Colorado Representative Mike Coffman wants to pass a law that would undo what he calls an "unfunded federal mandate" that requires local governments to spend upwards of 350,000 on dual language ballots.

"This is a costly unfunded mandate," Rep. Coffman said. "When a county falls under this requirement, its not just those who request the ballot it's every ballot has to be dual language."

The provision is part of the Voting Rights Act of 1973 that assures that all citizens can vote whether they are proficient in English or not. Coffman believes this is too costly for cash strapped communities.

"I'm not against dual language ballots, I just think the decision shouldn't be made out of Washington DC it ought to be made in the local communities."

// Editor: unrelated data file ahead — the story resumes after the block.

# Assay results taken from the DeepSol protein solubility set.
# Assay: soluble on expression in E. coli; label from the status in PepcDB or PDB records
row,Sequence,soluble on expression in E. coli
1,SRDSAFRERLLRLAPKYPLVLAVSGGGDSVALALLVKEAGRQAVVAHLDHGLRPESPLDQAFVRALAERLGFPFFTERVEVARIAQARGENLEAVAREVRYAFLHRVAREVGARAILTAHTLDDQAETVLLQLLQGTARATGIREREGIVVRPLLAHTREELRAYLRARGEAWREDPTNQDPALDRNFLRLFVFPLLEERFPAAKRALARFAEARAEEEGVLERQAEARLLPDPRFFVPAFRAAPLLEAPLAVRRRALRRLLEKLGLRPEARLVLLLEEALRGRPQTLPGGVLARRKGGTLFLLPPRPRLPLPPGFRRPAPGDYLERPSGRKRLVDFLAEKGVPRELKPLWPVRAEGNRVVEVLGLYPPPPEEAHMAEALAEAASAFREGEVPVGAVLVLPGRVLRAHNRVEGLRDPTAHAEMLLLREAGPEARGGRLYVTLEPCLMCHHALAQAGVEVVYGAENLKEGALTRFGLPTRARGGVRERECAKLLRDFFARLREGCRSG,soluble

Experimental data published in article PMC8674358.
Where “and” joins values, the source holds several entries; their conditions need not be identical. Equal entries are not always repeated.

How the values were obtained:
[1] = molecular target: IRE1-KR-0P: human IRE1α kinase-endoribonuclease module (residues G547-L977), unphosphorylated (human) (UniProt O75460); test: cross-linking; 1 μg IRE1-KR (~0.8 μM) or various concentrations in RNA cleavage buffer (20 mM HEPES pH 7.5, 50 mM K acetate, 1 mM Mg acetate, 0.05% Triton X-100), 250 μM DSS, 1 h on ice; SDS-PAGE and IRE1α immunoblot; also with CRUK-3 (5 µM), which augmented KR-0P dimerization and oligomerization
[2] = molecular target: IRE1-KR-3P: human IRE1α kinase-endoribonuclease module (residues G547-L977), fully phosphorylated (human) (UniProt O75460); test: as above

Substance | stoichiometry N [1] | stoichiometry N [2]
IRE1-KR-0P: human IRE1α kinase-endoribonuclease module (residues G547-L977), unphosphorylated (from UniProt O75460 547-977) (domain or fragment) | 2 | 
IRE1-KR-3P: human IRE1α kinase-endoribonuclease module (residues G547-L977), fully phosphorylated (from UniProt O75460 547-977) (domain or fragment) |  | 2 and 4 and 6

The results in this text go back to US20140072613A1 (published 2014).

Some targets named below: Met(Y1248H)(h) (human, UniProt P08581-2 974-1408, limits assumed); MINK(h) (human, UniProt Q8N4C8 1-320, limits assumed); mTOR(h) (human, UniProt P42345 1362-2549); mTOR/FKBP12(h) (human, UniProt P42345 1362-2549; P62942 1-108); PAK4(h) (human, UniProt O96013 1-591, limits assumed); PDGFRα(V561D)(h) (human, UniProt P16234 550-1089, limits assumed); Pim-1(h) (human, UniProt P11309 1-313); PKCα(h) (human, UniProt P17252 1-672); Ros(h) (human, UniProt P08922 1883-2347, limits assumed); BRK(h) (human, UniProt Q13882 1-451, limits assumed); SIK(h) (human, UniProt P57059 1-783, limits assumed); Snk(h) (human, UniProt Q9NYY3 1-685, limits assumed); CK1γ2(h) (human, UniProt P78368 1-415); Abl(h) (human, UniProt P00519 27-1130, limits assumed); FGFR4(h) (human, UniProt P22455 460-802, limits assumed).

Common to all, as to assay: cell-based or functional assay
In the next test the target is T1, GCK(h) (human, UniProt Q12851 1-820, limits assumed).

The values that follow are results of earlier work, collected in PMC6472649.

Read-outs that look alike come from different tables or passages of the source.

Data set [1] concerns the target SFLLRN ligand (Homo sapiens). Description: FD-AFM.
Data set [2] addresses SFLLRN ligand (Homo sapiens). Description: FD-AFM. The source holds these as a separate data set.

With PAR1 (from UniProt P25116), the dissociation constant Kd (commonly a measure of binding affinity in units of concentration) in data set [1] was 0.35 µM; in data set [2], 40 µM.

Coffman is getting plenty of pushback from immigration advocates who say this is an attempt to disenfranchise eligible minority voters.

"What's incredible about this argument is that it assumes that decisions are being made out of the Obama administration -that is not true," the President of Latino Justice, Juan Cartageña, said.

"The decision to whether or not to provide bilingual ballots is a function of demography and the changing census numbers," he said.  "If more Hispanic or Native American citizens are present in a part of a country and need assistance they will get it. It is simple demography."

For more on the debate watch the video above.

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